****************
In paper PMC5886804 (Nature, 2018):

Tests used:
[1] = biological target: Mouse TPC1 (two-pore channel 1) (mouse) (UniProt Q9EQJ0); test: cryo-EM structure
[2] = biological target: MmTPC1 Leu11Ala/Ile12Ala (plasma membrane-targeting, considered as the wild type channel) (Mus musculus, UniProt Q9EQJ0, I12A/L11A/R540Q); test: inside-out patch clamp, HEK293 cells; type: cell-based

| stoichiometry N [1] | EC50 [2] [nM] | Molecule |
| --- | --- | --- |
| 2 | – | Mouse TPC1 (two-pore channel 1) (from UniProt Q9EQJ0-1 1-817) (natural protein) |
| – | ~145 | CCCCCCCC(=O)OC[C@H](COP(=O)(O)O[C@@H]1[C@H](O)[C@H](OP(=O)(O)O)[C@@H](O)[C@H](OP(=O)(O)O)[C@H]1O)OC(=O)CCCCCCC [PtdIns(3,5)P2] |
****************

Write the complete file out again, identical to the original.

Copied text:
In paper PMC5886804 (Nature, 2018):

Tests used:
[1] = biological target: Mouse TPC1 (two-pore channel 1) (mouse) (UniProt Q9EQJ0); test: cryo-EM structure
[2] = biological target: MmTPC1 Leu11Ala/Ile12Ala (plasma membrane-targeting, considered as the wild type channel) (Mus musculus, UniProt Q9EQJ0, I12A/L11A/R540Q); test: inside-out patch clamp, HEK293 cells; type: cell-based

| stoichiometry N [1] | EC50 [2] [nM] | Molecule |
| --- | --- | --- |
| 2 | – | Mouse TPC1 (two-pore channel 1) (from UniProt Q9EQJ0-1 1-817) (natural protein) |
| – | ~145 | CCCCCCCC(=O)OC[C@H](COP(=O)(O)O[C@@H]1[C@H](O)[C@H](OP(=O)(O)O)[C@@H](O)[C@H](OP(=O)(O)O)[C@H]1O)OC(=O)CCCCCCC [PtdIns(3,5)P2] |